Discrepancy between conventional morphological systematics and nuclear phylogeny of tintinnids (Ciliophora: Choreotrichia)

Takehiro Kazama, Seiji Ishida, Satoshi Shimano, Jotaro Urabe

    Research output: Contribution to journalArticlepeer-review

    5 Citations (Scopus)

    Abstract

    Tintinnid ciliates have been traditionally classified according to morphological and morphometric features of the lorica. To examine if the morphological characteristics of loricae reflect the phylogenetic relationships, we collected 23 tintinnid morphospecies (11 genera) and reconstructed phylogenetic trees based on 84 partial sequences of nuclear small subunit rRNA (SSrRNA) gene fragments of 44 morphospecies from a total of eight families (55 sequences from this study, and 29 sequences from the literature). We found that tintinnid ciliates could be classified into six clades consisting of five major clades. While one clade consisted of one family, each of the other five clades consisted of more than two families. Although two families were found only in one clade, the remaining six families were found in more than two clades. In addition, each of six morphospecies was found in more than two major clades, indicating that they are polyphyletic. Principal coordinate analysis showed that morphology of the lorica overlapped substantially between the clades. These results imply that most of the morphological and morphometric traits of marine tintinnid species do not reflect SSrRNA genetic distances even at family levels. It is necessary to identify new characteristics that reflect phylogenetic relationships robustly.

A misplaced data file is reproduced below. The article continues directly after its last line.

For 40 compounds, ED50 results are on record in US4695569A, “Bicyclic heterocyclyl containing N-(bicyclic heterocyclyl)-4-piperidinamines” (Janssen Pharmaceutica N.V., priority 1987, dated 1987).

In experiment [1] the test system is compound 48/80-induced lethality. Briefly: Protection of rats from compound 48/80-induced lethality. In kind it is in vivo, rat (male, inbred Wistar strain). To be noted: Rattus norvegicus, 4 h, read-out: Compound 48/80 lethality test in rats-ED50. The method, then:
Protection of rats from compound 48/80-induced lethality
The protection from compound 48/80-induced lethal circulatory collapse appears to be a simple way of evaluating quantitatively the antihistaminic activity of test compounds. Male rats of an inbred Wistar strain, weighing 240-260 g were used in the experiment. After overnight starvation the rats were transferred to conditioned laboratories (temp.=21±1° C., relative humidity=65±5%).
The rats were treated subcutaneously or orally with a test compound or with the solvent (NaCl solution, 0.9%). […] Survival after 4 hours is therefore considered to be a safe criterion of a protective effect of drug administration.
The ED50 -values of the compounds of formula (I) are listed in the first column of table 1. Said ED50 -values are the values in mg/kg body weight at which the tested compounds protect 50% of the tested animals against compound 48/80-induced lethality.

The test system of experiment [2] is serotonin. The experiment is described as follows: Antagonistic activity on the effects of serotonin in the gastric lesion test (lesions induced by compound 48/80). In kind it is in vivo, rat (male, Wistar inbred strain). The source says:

Original languageEnglish
    Pages (from-to)111-125
    Number of pages15
    JournalPlankton and Benthos Research
    Volume7
    Issue number3
    DOIs
    Publication statusPublished - 2012 Jan 1

    Keywords

    • Tintinnida
    • marine ciliates
    • morphological variation
    • nuclear SSrRNA
    • phylogeny

    ASJC Scopus subject areas

    • Oceanography
    • Ecology, Evolution, Behavior and Systematics
    • Aquatic Science
    • Ecology

    Fingerprint Dive into the research topics of 'Discrepancy between conventional morphological systematics and nuclear phylogeny of tintinnids (Ciliophora: Choreotrichia)'. Together they form a unique fingerprint.

    Cite this